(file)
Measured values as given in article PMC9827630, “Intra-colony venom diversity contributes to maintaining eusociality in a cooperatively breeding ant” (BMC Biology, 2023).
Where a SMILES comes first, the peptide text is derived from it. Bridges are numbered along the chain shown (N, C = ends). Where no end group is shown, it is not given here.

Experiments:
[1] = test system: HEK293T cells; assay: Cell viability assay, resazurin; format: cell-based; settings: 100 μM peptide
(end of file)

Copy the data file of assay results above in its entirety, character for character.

Measured values as given in article PMC9827630, “Intra-colony venom diversity contributes to maintaining eusociality in a cooperatively breeding ant” (BMC Biology, 2023).
Where a SMILES comes first, the peptide text is derived from it. Bridges are numbered along the chain shown (N, C = ends). Where no end group is shown, it is not given here.

Experiments:
[1] = test system: HEK293T cells; assay: Cell viability assay, resazurin; format: cell-based; settings: 100 μM peptide